I’ve written before about looking up, skyward, and how the spaciousness and unfathomable expansion brings up a mixture of feelings within me: awe, hope, and sometimes even a sense trepidation that I can’t quite understand. Like last week’s pink flume of cloud that rose at sunset making my world feel supernatural until, gazing at it too long, I had a momentary shudder at the realization that it looked like an apocalyptic mushroom cloud of doom. Then I pulled myself together and willed myself to enjoy the good old-fashioned changing sky of a perfect nightfall.
For the last few nights dusk’s draping has been dramatic. When the skies have been cloudless it is almost as if it gets brighter just before the sun dips; that there is an urgent luminescence before the sun disappears, and a stillness too as the wind drops to nothing.
My bedroom window looks east where the light lingers longest. There, the outline of tenement rooftops become the silhouette of children in an old black and white school photograph. These are the nights when the sky has been dipped into pale blue dye fading, then intensifying at the ends where the colour drips out.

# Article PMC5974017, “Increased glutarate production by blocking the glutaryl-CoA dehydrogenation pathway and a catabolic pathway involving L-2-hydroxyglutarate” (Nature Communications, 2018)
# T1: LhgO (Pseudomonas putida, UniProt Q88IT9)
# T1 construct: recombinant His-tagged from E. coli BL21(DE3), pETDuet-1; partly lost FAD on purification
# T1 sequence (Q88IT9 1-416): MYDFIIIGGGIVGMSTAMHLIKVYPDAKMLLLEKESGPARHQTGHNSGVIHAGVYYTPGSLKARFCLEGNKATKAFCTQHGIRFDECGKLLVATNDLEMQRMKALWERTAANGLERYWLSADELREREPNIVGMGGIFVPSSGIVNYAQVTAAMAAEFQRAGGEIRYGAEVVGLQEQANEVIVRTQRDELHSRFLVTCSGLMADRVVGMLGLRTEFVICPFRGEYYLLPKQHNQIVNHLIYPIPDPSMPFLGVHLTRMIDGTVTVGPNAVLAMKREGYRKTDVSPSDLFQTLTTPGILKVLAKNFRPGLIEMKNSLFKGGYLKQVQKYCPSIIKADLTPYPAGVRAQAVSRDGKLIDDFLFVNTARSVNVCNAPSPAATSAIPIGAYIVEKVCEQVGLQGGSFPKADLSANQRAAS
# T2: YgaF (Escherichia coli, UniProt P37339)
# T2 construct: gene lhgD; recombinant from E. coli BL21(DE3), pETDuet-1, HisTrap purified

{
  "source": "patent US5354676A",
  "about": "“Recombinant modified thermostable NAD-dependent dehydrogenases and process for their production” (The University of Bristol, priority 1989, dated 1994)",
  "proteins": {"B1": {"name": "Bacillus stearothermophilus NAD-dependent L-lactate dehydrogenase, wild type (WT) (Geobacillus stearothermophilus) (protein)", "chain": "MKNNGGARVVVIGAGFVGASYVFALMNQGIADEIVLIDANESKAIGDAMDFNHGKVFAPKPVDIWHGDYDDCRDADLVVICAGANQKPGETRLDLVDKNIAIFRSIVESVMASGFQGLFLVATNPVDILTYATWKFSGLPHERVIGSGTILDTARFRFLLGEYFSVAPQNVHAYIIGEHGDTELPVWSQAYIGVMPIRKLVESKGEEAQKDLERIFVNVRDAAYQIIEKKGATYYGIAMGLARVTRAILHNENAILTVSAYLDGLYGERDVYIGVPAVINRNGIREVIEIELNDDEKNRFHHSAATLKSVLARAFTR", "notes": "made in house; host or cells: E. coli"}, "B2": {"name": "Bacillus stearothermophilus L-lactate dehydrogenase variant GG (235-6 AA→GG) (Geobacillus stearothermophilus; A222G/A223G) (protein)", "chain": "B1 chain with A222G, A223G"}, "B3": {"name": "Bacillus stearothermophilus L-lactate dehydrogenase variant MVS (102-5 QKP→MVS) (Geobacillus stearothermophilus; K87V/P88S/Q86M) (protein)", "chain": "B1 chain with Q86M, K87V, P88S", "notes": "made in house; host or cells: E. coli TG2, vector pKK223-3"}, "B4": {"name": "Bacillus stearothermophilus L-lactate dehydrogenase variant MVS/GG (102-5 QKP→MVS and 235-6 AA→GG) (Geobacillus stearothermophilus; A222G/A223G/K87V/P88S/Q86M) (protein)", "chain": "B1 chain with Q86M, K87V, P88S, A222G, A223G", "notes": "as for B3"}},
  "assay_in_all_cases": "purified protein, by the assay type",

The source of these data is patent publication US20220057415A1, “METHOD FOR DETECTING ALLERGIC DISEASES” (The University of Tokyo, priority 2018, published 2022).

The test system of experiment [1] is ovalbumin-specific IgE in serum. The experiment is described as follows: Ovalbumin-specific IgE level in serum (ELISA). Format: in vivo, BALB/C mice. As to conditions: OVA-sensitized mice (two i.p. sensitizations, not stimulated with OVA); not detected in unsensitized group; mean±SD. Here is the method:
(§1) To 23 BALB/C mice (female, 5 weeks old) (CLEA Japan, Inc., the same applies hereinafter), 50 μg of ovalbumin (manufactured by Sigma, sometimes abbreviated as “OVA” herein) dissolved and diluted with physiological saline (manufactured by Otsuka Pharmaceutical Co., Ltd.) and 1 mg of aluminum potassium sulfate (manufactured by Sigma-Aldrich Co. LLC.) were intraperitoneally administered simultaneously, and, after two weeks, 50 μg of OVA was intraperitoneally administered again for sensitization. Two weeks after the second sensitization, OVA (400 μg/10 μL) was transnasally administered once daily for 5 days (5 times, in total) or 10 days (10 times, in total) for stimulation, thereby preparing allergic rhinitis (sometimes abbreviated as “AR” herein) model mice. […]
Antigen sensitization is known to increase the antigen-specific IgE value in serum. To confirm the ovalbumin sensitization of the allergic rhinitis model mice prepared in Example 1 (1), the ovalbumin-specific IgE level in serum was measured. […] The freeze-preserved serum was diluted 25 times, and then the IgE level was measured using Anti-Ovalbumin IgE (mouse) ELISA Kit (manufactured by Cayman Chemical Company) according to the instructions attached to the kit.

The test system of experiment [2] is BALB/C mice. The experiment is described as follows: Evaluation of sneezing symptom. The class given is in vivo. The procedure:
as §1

Yesterday, at six in the evening, I was walking in the east end of Edinburgh’s Princes Street when four jets passed overhead. They flew close together in parallel leaving fingernail scrapings of contrails in the sky. It was a terrible beauty, an animalistic plea. Fifteen minutes later I was walking the other way, and the deep scratch had loosened into something less painful. Now it was more of a pathway, a flight into darkness but with a rising float of faith and optimism. I can read a lot into a sky!
The loss of daylight at this time of the year never fills me with much happiness, and yet I feel most hopeful at the end of the day when the sky cracks with colour and sends me messages. If I’m feeling a bit hopeless during the day, it’s often the evening sky that changes my mood for the better, which makes me think that I may not be such an enemy of the darkness as I make myself out to be. The maestro, John McGahern, knows why. This is a line from his book, Memoir, that I explains it better than I ever could: “We come from darkness into light and grow into the light until at death we return to that original darkness. Those early years of the light are also a partial darkness because we have no power or understanding and are helpless in the face of the world. This is one of the greatest mysteries of childhood. Mercifully, it is quickly absorbed by the boundless faith and energy and the length of the endlessly changing day of the child. Not even the greatest catastrophe can last the whole length of that long day.”
There’s nothing like the dimming of the evening sky to mop up one’s great or small catastrophes from the day. Pay attention to the open sky, it will reward you.
For A Dancer, Jackson Browne
Keep a fire burning in your eye
Pay attention to the open sky
You never know what will be coming down
I don’t remember losing track of you
You were always dancing in and out of view
I must’ve always thought you’d be around
Always keeping things real by playing the clown
Now you’re nowhere to be found